Elderly and physical disabilities waiver, administered by D.C.’s Office on Aging.  It is sometimes also confusingly called the “elderly and persons with disabilities” waiver. 

Family Support Council.  An advisory body established by DDS to provide advice on how to improve person- and family-centered supports and inclusion through D.C. programs.

FY -
Fiscal year, also known as the budget year.  D.C.'s fiscal year runs from October 1 through September 30.

Georgetown UCEDD -
University Center for Excellence in Developmental Disabilities.  UCEDDs are federally mandated (see https://www.aucd.org), and the university center for D.C. is housed at Georgetown.  The Georgetown UCEDD is the final leg of the "triad," along with the DD Council and DRDC.  Tawara Goode is director of the Georgetown UCEDD.   http://ucedd.georgetown.edu.  


Home and Community-based Waiver.  Under Medicaid regulations, this is the (preferred) alternative to institutional care for persons with disabilities, and is the trend in disability supports nationwide.

Individuals with Disabilities Education Act, a federal law originally passed in 1975 that ensures students with a disability are provided with Free Appropriate Public Education (FAPE) tailored to their individual needs.

Individualized day services, also known as individualized day supports.  This is one of the newer forms of day programming, or “day habilitation” services, instituted in 2014.  As of October 2015, CMS has approved a waiver amendment that will allow 1:1 IDS services.

I/DD waiver
Intellectual and developmental disabilities waiver, administered by DDA.  Despite the name, this waiver serves only those who were tested with an IQ of below 70 (with allowance in some cases for a slight margin of error) before the age of 18.  Services under the I/DD waiver are not provided to those with other developmental disabilities such as autism unless they are accompanied by an intellectual disability as defined above.  http://dds.dc.gov/service/how-apply-services

Individualized Plan for Employment.  Everyone approved for services from RSA has to have one of these.  Unlike the ISP for DDA services, these are updated on an ad hoc basis, as and when there is a change in the type of employment-related services being requested. http://dds.dc.gov/service/creating-individual-plan-employment

ISP -    
Individual Support Plan.  Everyone receiving DDA services has to have one of these, reviewed and renewed annually.  https://dds.dc.gov/publication/annual-individual-support-plan-procedure

National Association of State Directors of Developmental Disabilities Services. The association's goal is to promote and assist state agencies to furnish high-quality supports to people with intellectual and developmental disabilities and to build person-centered systems of services and supports for people with intellectual and developmental disabilities and their families.  https://www.nasddds.org.

No Wrong Door -
Also known as DC Support Link, http://dcsupportlink.networkofcare.org/ is the District's one-stop shop for finding your way to services and supports from the D.C. government.

D.C. Office of Disability Rights.  ODR's mission is "to ensure that the programs, services, benefits, activities and facilities operated or funded by the District of Columbia are fully accessible to, and useable by people with disabilities."  ODR also houses and staffs the federally-funded D.C. Developmental Disabilities Council.  Mat McCollough is the current director of ODR. https://odr.dc.gov/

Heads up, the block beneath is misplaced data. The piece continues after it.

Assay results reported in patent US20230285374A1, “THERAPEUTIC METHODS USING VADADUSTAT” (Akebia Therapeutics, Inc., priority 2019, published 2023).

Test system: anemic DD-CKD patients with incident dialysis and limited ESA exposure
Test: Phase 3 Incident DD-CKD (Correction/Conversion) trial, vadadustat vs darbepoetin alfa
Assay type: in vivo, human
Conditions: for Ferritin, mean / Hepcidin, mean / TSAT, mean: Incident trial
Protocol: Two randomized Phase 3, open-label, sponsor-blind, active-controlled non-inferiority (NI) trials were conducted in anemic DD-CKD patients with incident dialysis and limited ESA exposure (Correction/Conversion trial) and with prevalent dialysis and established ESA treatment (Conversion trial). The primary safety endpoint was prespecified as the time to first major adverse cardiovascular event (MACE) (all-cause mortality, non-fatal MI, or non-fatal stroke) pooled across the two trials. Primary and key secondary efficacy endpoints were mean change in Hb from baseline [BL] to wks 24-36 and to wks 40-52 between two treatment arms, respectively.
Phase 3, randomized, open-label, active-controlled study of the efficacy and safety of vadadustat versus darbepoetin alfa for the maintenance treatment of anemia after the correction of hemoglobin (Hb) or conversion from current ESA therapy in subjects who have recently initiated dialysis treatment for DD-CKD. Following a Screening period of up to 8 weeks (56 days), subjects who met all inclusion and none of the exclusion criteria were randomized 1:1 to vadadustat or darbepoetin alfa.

Office of Special Education and Rehabilitative Services, U.S. Department of Education.  OSERS oversees vocational rehabilitation services (see RSA, below) nationwide.  http://www2.ed.gov/about/offices/list/osers/rsa/index.html

D.C. Office of the State Superintendent of Education.  OSSE oversees D.C. education programs for youth as well as administering programs to foster adult literacy and vocational skills.  https://www.osse.dc.gov.

Project ACTION! -
Project ACTION! is a grouping of self-advocates based in D.C. (but including representatives from Maryland and Virginia as well).  ACTION! stands for Advocacy, Change, Training, Information, Organizing and Networking. This vibrant organization, which weighs in actively on issues of concern to the disability community, meets monthly on Saturdays at the Kennedy Institute, 801 Buchanan St. NE, Washington, D.C.  For more information contact Phyllis Holton at (202) 448-1458. 

QT -
Quality Trust for Individuals with Disabilities - also often just called "Quality Trust."  QT is a nonprofit organization incorporated in 2001 under the Evans lawsuit to advocate and monitor services for people with developmental disabilities in D.C.  Its role has broadened to include, in particular, national leadership on supported decision making.  http://www.dcqualitytrust.org

State Independent Living Council.  These exist in every U.S. jurisdiction, to promote independent living for people with disabilities.  D.C. SILC members are appointed by the mayor and include advocates, others with disabilities, and other stakeholders involved in independent living services. http://dds.dc.gov/page/statewide-independent-living-council.

SF CoP -
Supporting Families Community of Practice.  In 2013 D.C. received a five-year grant from the federal Department of Health and Human Services to explore, along with several U.S. states, better ways of supporting families who have family members with disabilities.  D.C.'S SF CoP has been meeting since fall of 2013 and has been the place where a lot of new ideas and initiatives have been incubated.  https://dds.dc.gov/page/dc-supporting-families-community-practice


State Rehabilitation Council.  The SRC advises RSA on its role in providing vocational services  and expanding employment options for D.C. residents with disabilities and tracks RSA's performance.  SRC members are appointed by the mayor and include a variety of RSA stakeholders.  http://dds.dc.gov/page/dc-state-rehabilitation-council

Supported Decision Making.  SDM offers a way to support people with disabilities in making decisions without supplanting them. With the DSRAA, D.C. became one of only a handful of states (because hey, that's really what we are!) to offer SDM agreements as an alternative to guardianship.